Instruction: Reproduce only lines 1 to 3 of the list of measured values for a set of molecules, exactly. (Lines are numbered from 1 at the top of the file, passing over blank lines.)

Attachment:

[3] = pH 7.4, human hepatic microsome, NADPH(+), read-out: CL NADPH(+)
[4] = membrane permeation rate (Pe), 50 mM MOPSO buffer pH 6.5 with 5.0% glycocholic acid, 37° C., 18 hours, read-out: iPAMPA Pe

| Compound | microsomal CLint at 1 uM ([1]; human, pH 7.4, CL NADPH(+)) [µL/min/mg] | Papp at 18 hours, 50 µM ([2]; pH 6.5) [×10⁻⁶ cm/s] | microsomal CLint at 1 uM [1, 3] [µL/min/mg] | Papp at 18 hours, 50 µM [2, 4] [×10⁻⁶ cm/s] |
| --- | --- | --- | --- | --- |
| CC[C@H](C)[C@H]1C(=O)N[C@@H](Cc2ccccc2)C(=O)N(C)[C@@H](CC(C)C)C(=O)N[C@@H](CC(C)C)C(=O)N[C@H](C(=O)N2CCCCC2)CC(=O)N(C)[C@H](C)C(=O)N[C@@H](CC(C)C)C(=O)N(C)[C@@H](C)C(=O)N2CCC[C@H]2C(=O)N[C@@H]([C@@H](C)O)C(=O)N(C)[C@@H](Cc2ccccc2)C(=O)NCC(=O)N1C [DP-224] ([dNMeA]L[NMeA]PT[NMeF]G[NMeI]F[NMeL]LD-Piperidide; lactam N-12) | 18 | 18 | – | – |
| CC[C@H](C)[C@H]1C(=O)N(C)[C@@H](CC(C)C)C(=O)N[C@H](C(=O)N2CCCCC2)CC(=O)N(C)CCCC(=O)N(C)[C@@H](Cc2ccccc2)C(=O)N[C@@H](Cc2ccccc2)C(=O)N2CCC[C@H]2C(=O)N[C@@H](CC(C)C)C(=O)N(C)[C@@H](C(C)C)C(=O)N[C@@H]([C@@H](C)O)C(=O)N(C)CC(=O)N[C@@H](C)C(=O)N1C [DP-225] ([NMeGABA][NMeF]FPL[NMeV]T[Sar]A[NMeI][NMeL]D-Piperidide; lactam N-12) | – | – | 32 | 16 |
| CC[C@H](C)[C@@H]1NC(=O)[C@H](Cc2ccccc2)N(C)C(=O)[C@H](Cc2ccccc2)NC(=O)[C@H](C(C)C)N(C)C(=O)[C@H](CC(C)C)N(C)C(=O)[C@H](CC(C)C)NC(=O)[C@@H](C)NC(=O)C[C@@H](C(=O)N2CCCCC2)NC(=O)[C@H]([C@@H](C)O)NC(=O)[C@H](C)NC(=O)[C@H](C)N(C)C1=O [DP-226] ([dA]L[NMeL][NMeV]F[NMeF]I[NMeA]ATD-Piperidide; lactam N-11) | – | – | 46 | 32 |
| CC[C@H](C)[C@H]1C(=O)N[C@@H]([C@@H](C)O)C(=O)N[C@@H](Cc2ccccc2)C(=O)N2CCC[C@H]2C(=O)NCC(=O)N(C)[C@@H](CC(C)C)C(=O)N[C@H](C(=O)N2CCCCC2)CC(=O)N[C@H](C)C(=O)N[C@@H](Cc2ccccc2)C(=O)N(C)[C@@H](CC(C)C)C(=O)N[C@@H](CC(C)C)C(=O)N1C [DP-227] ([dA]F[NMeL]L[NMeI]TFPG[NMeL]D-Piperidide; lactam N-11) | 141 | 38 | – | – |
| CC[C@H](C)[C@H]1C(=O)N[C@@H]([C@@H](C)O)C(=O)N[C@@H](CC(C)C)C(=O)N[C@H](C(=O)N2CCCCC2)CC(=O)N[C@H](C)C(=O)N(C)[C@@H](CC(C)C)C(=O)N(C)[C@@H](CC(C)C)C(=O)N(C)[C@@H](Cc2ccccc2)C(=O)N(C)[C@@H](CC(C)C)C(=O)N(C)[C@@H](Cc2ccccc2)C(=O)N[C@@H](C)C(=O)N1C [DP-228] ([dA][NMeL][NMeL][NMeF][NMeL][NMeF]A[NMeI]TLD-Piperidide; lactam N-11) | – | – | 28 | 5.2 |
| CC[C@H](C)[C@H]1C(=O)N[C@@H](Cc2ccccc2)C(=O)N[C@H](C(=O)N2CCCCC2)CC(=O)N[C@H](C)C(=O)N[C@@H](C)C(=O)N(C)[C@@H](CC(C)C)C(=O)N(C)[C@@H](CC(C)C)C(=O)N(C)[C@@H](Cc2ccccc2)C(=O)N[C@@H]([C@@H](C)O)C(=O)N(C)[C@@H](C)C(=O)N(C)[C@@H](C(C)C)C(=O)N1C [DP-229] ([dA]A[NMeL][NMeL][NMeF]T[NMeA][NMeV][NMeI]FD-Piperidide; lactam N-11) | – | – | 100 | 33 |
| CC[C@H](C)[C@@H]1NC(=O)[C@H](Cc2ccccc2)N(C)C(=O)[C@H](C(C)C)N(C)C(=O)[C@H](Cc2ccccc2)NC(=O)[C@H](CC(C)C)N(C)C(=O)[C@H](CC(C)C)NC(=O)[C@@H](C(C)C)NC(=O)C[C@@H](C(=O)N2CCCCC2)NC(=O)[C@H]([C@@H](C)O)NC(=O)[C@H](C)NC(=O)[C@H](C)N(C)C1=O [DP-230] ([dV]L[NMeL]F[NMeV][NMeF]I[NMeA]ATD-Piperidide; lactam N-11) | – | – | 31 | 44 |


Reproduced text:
[3] = pH 7.4, human hepatic microsome, NADPH(+), read-out: CL NADPH(+)
[4] = membrane permeation rate (Pe), 50 mM MOPSO buffer pH 6.5 with 5.0% glycocholic acid, 37° C., 18 hours, read-out: iPAMPA Pe

| Compound | microsomal CLint at 1 uM ([1]; human, pH 7.4, CL NADPH(+)) [µL/min/mg] | Papp at 18 hours, 50 µM ([2]; pH 6.5) [×10⁻⁶ cm/s] | microsomal CLint at 1 uM [1, 3] [µL/min/mg] | Papp at 18 hours, 50 µM [2, 4] [×10⁻⁶ cm/s] |